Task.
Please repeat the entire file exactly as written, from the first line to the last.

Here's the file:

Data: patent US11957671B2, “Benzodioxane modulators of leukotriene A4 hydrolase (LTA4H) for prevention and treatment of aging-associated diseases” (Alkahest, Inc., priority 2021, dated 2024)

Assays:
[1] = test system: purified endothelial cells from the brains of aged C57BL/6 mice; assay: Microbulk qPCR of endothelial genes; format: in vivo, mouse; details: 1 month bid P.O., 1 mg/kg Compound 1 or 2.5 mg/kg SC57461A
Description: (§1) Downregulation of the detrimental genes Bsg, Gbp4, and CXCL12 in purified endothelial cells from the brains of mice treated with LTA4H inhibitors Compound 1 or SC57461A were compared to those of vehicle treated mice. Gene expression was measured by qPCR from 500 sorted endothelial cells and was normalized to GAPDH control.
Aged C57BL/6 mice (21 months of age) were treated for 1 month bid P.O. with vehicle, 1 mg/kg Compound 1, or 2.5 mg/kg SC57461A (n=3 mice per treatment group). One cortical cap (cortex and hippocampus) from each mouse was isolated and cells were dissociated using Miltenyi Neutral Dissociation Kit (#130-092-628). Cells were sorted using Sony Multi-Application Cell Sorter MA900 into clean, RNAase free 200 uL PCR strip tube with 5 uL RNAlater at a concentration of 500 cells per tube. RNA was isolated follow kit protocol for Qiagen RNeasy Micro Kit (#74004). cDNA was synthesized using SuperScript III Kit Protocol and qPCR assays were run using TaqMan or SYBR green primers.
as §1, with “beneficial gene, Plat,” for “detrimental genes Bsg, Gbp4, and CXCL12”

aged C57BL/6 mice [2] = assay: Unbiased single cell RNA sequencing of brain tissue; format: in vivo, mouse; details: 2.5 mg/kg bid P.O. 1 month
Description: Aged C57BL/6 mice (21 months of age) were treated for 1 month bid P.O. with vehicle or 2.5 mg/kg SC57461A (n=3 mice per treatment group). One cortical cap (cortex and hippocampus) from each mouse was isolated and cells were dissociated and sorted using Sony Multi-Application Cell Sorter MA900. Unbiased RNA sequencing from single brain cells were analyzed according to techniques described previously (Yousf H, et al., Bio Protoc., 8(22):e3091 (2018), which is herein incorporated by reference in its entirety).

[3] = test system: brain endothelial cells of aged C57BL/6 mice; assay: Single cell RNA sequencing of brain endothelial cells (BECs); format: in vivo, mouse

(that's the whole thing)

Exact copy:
Data: patent US11957671B2, “Benzodioxane modulators of leukotriene A4 hydrolase (LTA4H) for prevention and treatment of aging-associated diseases” (Alkahest, Inc., priority 2021, dated 2024)

Assays:
[1] = test system: purified endothelial cells from the brains of aged C57BL/6 mice; assay: Microbulk qPCR of endothelial genes; format: in vivo, mouse; details: 1 month bid P.O., 1 mg/kg Compound 1 or 2.5 mg/kg SC57461A
Description: (§1) Downregulation of the detrimental genes Bsg, Gbp4, and CXCL12 in purified endothelial cells from the brains of mice treated with LTA4H inhibitors Compound 1 or SC57461A were compared to those of vehicle treated mice. Gene expression was measured by qPCR from 500 sorted endothelial cells and was normalized to GAPDH control.
Aged C57BL/6 mice (21 months of age) were treated for 1 month bid P.O. with vehicle, 1 mg/kg Compound 1, or 2.5 mg/kg SC57461A (n=3 mice per treatment group). One cortical cap (cortex and hippocampus) from each mouse was isolated and cells were dissociated using Miltenyi Neutral Dissociation Kit (#130-092-628). Cells were sorted using Sony Multi-Application Cell Sorter MA900 into clean, RNAase free 200 uL PCR strip tube with 5 uL RNAlater at a concentration of 500 cells per tube. RNA was isolated follow kit protocol for Qiagen RNeasy Micro Kit (#74004). cDNA was synthesized using SuperScript III Kit Protocol and qPCR assays were run using TaqMan or SYBR green primers.
as §1, with “beneficial gene, Plat,” for “detrimental genes Bsg, Gbp4, and CXCL12”

aged C57BL/6 mice [2] = assay: Unbiased single cell RNA sequencing of brain tissue; format: in vivo, mouse; details: 2.5 mg/kg bid P.O. 1 month
Description: Aged C57BL/6 mice (21 months of age) were treated for 1 month bid P.O. with vehicle or 2.5 mg/kg SC57461A (n=3 mice per treatment group). One cortical cap (cortex and hippocampus) from each mouse was isolated and cells were dissociated and sorted using Sony Multi-Application Cell Sorter MA900. Unbiased RNA sequencing from single brain cells were analyzed according to techniques described previously (Yousf H, et al., Bio Protoc., 8(22):e3091 (2018), which is herein incorporated by reference in its entirety).

[3] = test system: brain endothelial cells of aged C57BL/6 mice; assay: Single cell RNA sequencing of brain endothelial cells (BECs); format: in vivo, mouse